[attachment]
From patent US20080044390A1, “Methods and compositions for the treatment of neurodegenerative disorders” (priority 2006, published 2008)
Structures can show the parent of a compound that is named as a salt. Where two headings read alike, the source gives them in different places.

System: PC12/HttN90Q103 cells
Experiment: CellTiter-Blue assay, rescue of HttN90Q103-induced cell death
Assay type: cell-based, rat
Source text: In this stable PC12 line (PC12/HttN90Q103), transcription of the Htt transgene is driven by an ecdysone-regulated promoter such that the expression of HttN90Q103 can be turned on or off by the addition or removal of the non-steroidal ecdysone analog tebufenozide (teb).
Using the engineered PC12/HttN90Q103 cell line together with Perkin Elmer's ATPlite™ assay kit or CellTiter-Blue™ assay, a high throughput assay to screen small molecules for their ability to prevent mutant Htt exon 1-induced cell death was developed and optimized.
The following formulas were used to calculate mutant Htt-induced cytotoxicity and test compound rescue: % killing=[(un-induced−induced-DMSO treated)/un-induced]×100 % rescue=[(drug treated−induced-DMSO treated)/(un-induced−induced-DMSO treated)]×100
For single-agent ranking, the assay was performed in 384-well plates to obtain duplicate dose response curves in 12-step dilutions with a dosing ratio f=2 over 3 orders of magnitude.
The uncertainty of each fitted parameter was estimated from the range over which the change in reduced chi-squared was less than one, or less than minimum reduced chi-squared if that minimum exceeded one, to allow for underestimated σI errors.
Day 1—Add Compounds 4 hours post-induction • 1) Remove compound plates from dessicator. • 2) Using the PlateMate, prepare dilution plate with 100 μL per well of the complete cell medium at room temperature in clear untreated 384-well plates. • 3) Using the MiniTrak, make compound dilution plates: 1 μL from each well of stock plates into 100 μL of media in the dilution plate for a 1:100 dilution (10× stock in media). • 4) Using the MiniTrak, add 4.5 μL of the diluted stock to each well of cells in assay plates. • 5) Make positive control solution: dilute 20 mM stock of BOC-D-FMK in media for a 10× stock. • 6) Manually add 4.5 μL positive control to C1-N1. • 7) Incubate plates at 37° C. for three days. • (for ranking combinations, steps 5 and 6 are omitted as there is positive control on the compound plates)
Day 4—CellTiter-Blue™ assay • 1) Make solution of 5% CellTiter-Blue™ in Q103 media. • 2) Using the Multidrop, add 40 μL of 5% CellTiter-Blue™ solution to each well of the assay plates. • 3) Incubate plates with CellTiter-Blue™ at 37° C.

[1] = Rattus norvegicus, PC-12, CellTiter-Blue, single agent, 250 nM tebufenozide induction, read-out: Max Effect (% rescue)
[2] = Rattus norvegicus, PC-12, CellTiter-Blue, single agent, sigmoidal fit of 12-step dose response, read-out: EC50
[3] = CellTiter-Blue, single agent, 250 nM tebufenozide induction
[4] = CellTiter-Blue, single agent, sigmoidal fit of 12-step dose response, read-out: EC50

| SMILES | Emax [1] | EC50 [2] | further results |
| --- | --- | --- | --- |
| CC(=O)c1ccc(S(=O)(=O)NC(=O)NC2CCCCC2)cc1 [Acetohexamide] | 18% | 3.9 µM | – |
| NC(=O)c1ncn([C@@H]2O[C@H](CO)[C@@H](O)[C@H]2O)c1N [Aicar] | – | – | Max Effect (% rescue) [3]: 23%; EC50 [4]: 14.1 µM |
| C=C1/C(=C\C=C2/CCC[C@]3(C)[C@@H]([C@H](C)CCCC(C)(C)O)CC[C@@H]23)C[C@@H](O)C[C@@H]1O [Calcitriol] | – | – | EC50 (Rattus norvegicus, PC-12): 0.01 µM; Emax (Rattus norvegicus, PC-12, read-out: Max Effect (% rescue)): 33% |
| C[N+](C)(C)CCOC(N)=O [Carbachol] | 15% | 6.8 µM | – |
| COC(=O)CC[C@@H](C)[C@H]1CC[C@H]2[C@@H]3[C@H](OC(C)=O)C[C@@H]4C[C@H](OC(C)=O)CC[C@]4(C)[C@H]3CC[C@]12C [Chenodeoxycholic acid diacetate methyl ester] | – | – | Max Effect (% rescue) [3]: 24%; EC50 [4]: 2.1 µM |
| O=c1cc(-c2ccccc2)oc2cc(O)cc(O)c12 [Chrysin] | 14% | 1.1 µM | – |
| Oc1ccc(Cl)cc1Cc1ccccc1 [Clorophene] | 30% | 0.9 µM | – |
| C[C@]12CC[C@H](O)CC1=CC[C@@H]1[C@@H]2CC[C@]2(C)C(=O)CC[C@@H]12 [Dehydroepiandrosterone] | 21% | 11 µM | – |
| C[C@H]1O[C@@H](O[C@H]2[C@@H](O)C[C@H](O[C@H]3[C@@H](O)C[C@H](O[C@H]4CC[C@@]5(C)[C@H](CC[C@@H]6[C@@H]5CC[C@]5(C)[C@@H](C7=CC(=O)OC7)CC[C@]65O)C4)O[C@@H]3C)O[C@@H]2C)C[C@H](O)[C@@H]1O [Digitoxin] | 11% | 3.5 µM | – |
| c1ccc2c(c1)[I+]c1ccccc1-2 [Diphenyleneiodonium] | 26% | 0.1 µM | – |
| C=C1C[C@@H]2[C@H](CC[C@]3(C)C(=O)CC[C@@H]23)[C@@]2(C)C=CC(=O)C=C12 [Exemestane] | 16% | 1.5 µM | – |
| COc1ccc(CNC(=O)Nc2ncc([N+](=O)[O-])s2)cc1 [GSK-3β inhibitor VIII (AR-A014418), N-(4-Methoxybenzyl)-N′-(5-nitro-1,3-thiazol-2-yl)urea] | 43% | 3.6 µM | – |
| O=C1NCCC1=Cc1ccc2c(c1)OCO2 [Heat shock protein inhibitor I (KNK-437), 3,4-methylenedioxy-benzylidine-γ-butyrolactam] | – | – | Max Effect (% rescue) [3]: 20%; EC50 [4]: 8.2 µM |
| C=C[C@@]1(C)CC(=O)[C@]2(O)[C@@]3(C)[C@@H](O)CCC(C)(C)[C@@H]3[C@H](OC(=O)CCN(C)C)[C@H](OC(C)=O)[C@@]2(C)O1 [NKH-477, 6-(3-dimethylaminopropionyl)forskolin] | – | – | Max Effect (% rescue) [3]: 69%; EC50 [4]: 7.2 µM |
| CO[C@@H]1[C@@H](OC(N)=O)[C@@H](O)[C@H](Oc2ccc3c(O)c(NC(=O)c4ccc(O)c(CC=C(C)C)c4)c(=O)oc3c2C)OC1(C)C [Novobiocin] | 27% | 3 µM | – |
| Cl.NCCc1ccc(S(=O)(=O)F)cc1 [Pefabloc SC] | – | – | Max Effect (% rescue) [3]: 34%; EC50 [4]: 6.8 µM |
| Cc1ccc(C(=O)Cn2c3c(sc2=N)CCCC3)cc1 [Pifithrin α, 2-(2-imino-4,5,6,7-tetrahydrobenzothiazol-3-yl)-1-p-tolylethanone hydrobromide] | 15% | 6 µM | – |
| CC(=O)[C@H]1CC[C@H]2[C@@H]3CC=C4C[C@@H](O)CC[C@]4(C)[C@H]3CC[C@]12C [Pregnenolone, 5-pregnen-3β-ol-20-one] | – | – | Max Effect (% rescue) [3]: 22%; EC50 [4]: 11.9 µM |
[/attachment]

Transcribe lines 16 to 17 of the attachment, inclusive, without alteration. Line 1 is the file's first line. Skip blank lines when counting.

[4] = CellTiter-Blue, single agent, sigmoidal fit of 12-step dose response, read-out: EC50

| SMILES | Emax [1] | EC50 [2] | further results |